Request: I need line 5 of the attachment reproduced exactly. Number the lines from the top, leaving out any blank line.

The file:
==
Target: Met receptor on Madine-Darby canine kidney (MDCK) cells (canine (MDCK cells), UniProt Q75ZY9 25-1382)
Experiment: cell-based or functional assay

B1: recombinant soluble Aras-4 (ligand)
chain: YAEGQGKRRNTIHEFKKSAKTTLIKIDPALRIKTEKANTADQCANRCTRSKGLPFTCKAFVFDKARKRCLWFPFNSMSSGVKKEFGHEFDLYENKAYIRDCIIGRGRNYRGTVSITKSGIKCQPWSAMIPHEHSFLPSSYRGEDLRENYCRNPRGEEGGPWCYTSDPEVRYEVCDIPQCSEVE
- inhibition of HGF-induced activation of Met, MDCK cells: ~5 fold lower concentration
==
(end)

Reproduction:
- inhibition of HGF-induced activation of Met, MDCK cells: ~5 fold lower concentration